Background
There is a paucity of published clinical data to guide obstetric decision‐making regarding mode of birth at extreme prematurity.

Aims
To evaluate whether neonatal survival or maternal outcomes were affected by the decision to perform a caesarean section (CS) between 23 + 0 and 26 + 6 weeks’ gestation.

Materials and Methods
A single‐centre retrospective cohort study of all liveborn infants born with a plan for active resuscitation at 23–26 weeks’ gestation was performed. Descriptive and multivariate logistic regression analyses compared outcomes after vaginal birth and CS. Subgroup analyses of nonfootling breech presentations, multiple pregnancies and singleton pregnancies in spontaneous preterm labour were performed.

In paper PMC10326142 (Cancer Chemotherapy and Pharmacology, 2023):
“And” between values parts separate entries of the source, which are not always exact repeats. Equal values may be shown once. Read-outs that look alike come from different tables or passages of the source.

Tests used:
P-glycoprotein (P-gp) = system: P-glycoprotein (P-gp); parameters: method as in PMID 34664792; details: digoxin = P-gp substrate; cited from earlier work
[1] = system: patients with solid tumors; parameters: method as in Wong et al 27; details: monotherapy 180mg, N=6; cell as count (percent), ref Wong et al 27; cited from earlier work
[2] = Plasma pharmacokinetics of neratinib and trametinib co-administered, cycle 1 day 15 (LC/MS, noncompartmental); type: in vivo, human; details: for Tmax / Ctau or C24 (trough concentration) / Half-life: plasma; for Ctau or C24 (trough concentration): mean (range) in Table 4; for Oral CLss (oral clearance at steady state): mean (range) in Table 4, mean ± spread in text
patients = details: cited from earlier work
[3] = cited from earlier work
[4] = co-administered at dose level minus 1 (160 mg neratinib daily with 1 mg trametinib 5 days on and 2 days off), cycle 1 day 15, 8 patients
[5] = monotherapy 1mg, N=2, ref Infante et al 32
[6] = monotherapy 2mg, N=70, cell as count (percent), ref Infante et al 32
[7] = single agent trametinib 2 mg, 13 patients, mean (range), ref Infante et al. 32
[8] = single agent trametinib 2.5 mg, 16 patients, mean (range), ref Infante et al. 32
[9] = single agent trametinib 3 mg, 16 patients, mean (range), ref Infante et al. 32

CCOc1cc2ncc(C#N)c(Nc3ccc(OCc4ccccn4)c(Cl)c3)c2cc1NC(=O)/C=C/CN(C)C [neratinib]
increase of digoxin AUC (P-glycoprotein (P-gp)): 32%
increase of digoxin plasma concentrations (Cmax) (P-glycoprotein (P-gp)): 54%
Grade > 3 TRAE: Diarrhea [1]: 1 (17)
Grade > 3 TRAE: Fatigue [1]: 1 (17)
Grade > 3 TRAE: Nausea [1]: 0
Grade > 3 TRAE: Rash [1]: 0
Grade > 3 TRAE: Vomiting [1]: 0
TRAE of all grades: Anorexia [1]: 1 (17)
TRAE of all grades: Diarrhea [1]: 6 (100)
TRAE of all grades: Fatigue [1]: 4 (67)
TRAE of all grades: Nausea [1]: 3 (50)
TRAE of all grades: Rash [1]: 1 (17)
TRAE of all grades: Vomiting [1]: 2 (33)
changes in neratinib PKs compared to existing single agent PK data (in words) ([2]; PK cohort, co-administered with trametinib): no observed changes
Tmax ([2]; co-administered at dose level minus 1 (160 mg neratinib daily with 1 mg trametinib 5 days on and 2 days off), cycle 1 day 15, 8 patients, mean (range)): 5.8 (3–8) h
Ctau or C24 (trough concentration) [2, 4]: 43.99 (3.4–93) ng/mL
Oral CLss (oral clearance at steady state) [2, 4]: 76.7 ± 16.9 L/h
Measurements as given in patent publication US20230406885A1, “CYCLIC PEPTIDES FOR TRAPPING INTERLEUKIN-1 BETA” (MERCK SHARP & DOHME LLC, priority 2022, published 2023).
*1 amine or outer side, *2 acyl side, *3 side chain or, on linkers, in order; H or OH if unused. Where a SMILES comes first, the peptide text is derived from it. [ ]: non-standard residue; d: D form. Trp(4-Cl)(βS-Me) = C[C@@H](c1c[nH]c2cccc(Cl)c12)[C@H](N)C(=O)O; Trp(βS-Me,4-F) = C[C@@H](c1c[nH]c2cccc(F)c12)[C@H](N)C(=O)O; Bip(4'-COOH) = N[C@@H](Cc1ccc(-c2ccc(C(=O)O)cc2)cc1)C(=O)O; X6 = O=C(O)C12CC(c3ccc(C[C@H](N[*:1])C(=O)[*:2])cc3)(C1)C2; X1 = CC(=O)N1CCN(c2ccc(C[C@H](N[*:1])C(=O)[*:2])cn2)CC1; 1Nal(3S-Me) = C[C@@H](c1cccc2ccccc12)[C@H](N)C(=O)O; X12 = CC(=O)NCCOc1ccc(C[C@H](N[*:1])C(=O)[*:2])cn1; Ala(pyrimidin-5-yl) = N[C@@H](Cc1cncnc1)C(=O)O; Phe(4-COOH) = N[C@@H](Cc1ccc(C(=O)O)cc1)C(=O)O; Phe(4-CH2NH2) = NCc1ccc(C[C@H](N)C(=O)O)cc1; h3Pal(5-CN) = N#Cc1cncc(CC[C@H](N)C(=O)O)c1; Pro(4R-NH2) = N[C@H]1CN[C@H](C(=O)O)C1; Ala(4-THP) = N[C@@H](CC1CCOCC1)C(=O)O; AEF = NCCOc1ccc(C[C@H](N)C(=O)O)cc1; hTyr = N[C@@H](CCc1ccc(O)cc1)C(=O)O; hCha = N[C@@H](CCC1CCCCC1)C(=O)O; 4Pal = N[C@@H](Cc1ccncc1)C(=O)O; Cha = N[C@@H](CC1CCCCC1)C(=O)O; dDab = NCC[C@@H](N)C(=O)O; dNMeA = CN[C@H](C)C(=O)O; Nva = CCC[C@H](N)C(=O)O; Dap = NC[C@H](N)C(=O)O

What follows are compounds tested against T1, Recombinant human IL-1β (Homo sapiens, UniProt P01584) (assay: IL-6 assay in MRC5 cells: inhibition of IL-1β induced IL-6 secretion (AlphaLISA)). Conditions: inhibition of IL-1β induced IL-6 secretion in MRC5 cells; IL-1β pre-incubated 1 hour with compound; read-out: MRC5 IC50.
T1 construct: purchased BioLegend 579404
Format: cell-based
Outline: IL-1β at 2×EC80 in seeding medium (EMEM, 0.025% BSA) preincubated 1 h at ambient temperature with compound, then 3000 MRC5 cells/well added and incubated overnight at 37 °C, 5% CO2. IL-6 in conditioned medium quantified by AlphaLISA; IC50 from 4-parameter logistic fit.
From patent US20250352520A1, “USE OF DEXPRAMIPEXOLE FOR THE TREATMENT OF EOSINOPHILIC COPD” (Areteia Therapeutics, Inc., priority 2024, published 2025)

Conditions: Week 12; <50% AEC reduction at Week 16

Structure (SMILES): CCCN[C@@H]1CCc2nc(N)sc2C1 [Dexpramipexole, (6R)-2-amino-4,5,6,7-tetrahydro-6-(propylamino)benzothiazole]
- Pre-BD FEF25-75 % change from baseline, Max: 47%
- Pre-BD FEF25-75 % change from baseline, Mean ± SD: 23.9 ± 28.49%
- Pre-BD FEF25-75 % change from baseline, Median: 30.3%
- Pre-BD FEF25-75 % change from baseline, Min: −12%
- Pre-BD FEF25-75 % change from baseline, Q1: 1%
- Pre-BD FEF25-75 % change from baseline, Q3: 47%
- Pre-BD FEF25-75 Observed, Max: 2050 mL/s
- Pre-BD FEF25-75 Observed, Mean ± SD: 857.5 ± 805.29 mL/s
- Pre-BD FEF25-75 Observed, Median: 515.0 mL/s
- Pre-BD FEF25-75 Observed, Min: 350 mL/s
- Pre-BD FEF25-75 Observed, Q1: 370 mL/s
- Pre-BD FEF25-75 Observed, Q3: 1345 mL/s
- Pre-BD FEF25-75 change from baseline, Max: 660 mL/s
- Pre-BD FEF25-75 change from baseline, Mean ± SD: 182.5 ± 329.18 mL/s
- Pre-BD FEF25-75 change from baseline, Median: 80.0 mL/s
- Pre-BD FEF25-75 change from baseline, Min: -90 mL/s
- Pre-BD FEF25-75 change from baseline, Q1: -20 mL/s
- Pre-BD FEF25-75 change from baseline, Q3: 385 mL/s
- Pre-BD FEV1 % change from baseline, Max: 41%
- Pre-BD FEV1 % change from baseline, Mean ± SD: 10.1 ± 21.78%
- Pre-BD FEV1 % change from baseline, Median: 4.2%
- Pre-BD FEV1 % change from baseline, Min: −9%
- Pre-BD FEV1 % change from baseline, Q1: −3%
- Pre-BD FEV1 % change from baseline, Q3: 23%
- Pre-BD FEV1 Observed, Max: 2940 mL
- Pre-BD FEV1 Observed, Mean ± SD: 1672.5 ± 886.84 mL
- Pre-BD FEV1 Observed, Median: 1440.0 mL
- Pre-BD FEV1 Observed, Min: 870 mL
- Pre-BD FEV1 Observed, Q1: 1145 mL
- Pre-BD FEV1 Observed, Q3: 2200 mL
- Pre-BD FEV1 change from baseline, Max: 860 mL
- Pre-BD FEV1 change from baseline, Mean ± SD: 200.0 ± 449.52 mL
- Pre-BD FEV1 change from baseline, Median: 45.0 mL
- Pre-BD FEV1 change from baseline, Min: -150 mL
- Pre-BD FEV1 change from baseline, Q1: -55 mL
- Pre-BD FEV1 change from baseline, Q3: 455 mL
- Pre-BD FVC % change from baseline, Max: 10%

Results
Outcomes for 625 neonates delivered by 540 mothers were analysed. A total of 300 (48%) neonates were born vaginally and 325 (52%) by CS. Mode of birth was not associated independently with survival for any multivariate analysis; gestational age at birth was an independent predictor across all analyses. Adverse maternal outcomes were documented in 112 (21%) pregnancies; the rate of severe maternal complications was low. Maternal morbidity was not affected by mode of birth.

Conclusions
Mode of birth did not affect neonatal survival or the rate of maternal morbidity for deliveries at 23–26 completed weeks’ gestation.